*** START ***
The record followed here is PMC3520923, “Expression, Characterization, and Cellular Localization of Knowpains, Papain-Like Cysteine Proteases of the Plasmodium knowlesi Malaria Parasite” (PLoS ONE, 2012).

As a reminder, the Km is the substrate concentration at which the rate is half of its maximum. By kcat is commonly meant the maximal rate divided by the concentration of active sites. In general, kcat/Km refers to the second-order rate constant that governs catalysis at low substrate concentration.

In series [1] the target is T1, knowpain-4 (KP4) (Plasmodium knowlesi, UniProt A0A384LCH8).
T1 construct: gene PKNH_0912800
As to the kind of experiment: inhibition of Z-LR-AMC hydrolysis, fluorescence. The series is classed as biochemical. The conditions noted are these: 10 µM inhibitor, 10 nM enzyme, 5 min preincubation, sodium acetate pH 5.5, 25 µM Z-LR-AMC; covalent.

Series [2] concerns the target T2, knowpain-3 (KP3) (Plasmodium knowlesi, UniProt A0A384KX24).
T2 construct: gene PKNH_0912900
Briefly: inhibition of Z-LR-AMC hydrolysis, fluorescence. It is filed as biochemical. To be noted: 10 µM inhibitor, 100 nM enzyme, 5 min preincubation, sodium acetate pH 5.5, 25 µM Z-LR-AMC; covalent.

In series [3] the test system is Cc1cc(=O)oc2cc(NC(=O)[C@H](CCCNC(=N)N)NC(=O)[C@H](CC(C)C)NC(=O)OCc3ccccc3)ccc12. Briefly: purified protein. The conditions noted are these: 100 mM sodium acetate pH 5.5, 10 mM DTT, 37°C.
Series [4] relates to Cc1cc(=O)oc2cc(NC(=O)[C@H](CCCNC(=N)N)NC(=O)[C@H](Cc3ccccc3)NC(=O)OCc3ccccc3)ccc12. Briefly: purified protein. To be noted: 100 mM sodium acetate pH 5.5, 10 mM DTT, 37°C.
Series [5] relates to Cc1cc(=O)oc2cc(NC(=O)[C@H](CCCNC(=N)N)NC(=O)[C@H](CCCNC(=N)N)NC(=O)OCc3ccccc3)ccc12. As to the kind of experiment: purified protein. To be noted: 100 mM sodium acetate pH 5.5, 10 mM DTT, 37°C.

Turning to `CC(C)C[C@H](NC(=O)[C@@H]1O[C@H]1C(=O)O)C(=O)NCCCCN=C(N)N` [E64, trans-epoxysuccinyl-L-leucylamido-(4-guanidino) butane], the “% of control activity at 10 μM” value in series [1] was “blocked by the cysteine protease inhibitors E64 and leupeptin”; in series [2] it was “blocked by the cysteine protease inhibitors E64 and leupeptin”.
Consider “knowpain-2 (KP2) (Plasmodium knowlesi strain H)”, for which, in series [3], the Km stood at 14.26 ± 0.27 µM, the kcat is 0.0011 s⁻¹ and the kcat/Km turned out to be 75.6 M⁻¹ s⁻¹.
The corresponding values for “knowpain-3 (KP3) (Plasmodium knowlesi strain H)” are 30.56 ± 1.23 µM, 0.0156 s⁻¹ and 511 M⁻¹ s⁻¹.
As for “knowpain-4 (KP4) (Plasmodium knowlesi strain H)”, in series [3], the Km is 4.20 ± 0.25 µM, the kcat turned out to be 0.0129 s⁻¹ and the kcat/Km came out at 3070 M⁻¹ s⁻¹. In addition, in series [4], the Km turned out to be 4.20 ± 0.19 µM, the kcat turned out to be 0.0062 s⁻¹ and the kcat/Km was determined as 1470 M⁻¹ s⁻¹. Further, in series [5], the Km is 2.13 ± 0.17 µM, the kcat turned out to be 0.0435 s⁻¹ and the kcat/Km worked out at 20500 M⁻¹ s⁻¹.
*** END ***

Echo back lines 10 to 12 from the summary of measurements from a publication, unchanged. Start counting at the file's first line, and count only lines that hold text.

Series [4] relates to Cc1cc(=O)oc2cc(NC(=O)[C@H](CCCNC(=N)N)NC(=O)[C@H](Cc3ccccc3)NC(=O)OCc3ccccc3)ccc12. Briefly: purified protein. To be noted: 100 mM sodium acetate pH 5.5, 10 mM DTT, 37°C.
Series [5] relates to Cc1cc(=O)oc2cc(NC(=O)[C@H](CCCNC(=N)N)NC(=O)[C@H](CCCNC(=N)N)NC(=O)OCc3ccccc3)ccc12. As to the kind of experiment: purified protein. To be noted: 100 mM sodium acetate pH 5.5, 10 mM DTT, 37°C.

Turning to `CC(C)C[C@H](NC(=O)[C@@H]1O[C@H]1C(=O)O)C(=O)NCCCCN=C(N)N` [E64, trans-epoxysuccinyl-L-leucylamido-(4-guanidino) butane], the “% of control activity at 10 μM” value in series [1] was “blocked by the cysteine protease inhibitors E64 and leupeptin”; in series [2] it was “blocked by the cysteine protease inhibitors E64 and leupeptin”.